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Stick framing with no cavity insulation

user-6792502 | Posted in General Questions on

What if one were to do a traditional stick frame 2×4 or 2×6 construction, but instead of using insulation in the wall cavities, just put 4 inches of rigid foam on the exterior of the plywood sheathing, with an extra layer of 1/2 inch plywood on the outside of the foam for a nailing surface.  This would result in a R-21 assembly with no thermal bridges.  The initial plywood sheathing could be sealed during installation to prevent air transfer, and the taped foam insulation would provide a vapor barrier.  It would essentially be a hot roof on a wall.  I understand that this is basically a homemade SIP, but the material cost would be much less, and possible without a crew and heavy equipment.  After a lot of research this seems like a sound plan but the lack of anyone else employing this method makes me apprehensive.

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  1. Expert Member
    BILL WICHERS | | #1

    This has been done. I’ve read about some builders in Alaska calling it “outsulation”. There is no reason not to do it, but you’ll have all the usual issues of screwing through the thick insulation layer to hold the assembly together.


  2. George_7224612 | | #2

    What you want to do is build a "Perfect Wall" house. Matt Risinger has done it and described it in this video:
    He's done other videos where you can see the interior and some of the mechanical systems. Here is one of those:
    The only difference between his and what you want to do is that he used rain screen strapping for his nailer outside the insulation rather than half inch ply. I hope that you do it and post the results.

  3. Expert Member

    User ...502,

    As others have said, it has been done successfully and can yield a very resilient wall. Many of the complications come when, like Matt Risinger's project, you decide to leave the stud bays exposed.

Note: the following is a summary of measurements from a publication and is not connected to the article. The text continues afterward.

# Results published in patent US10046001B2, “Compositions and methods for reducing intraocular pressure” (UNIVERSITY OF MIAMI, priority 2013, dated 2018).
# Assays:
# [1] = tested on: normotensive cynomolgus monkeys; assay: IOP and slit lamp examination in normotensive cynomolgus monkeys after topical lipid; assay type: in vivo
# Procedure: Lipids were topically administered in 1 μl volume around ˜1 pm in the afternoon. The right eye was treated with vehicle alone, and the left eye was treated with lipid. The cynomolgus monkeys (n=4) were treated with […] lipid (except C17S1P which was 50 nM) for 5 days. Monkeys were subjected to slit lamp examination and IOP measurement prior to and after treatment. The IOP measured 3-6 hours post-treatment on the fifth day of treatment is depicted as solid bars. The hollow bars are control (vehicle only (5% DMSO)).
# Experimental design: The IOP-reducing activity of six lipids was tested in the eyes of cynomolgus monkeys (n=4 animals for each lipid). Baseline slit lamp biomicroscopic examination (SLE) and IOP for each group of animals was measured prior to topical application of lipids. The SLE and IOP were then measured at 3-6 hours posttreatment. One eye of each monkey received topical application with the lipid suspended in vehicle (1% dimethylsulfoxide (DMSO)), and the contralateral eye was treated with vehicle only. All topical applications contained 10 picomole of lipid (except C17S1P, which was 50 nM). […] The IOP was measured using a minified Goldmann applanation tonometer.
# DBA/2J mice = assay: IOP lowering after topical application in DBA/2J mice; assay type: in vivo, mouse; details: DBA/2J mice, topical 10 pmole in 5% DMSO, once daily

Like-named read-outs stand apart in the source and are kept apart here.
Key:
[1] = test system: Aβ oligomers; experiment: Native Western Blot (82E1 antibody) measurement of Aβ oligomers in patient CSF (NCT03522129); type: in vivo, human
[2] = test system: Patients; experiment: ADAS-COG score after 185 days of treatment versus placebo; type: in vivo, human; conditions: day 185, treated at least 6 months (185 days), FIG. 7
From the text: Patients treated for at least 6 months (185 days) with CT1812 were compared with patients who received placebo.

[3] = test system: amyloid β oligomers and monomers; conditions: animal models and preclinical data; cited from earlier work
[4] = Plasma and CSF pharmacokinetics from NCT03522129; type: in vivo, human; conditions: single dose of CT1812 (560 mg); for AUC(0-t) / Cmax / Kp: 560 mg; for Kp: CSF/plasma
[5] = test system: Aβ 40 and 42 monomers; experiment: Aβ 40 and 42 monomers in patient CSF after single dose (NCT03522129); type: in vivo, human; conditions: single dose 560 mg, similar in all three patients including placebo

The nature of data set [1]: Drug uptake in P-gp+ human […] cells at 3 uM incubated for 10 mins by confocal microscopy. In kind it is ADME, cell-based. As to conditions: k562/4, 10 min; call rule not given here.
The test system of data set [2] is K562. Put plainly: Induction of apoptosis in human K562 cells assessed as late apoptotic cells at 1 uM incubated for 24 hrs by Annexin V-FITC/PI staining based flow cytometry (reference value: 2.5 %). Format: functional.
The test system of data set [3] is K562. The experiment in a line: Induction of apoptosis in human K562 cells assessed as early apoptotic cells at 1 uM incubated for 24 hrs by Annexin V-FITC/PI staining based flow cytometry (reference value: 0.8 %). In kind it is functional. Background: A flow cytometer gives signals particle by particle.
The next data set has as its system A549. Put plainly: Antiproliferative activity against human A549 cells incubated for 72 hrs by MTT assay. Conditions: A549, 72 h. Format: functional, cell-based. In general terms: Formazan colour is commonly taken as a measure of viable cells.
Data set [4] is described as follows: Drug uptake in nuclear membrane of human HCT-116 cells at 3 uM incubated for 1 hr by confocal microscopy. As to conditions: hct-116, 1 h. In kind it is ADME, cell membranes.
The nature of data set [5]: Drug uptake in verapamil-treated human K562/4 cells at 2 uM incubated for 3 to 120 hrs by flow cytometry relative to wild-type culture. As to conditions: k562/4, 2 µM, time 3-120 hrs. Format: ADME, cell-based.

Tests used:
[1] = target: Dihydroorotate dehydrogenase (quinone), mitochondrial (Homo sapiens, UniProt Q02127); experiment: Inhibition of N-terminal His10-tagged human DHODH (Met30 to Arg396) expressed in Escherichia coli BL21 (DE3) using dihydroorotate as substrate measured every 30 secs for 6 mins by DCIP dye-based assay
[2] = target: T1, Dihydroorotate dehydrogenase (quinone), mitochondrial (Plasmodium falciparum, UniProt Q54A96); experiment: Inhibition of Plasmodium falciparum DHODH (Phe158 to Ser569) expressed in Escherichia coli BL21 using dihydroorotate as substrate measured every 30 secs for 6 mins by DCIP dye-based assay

- That makes missing the external fasteners more consequential.
    - Running services is exponentially more difficult with exposed cavities. Consider covering at least some of them.
    - The framing itself has to use high-graded lumber, needs much more care with exposed fasteners, and needs a lot of sanding before the finish is applied. The job is much easier if you opt for paint not a clear coating.

    As to the approach in general:
    - Depending on where you are, the thickness of the foam may increase well beyond the four inches you are suggesting. And the complications of fastening, flashing, etc. increase with the depth of insulation.
    - Wrapping a house in thick foam is close to the least green way you can choose to insulate.

    1. nilst | | #5

      Malcolm, I proposed in another thread, a way to get past R40 with a wall assembly similar to what Matt Risinger proposes. ICF forms with a six inch cavity filled with cellulose will get you to R45 and would hopefully solve the structural problems that attaching 10 inches of polyiso with long screws presents. The plastic bracing in the ICF eliminates the thermal bridge of metal screws. It provides continuous vertical nailbase on both sides, every six or eight inches depending on the manufacturer. The bracing is made to withstand tons of wet cement so it should be adequate for rainscreen and cladding. A structural stud wall screwed through the studs to the nailbase of the ICF will anchor the ICF to the frame and provide the rigidity needed. To test the fit and solidity of the ICF I went and got myself some forms to play with and couldn't find any weakness that worried me. Basically it is an updated version of strawbale insulation, substituting ICF for the strawbales. The manufacturers all tout their reuse of waste and benign blowing agents in the manufacture of the ICF. The cost difference between a stud wall insulated to R40 and ICF wall at R45 was not enough to offset the labour savings, and the ease of installation.
      I welcome vigorous and healthy criticism of my idea because I still need to convince building inspectors, friends and collaborators and my wife that this idea will easier to build and affordable and better in the long run than what it would replace.

      1. Expert Member
        MALCOLM TAYLOR | | #6


        You did propose that assembly, and I think it is fair to say it didn't provoke any positive responses. I'm not sure what restarting comments on it here would achieve. Why not bump your original thread and see how you do?

  4. Expert Member
    NICK KEENAN | | #4

    What is your motivation for doing this? The cavity is the most cost-effective place for putting insulation.

    1. user-6792502 | | #7

      No thermal bridges
      No possibility of condensation in the wall cavity
      No fiberglass to hold onto moisture and provide a nesting place for pests
      No insulation being compressed or omitted where utilities are placed

      With how tight the building codes require houses to be these days it is just a recipe for moisture and pest problems to use conventional fiberglass batts. I have remodeled too many tight houses where once you open the wall up there is a can of worms caused by moisture. Houses either need to breathe or have the dew point well outside the wall cavity.

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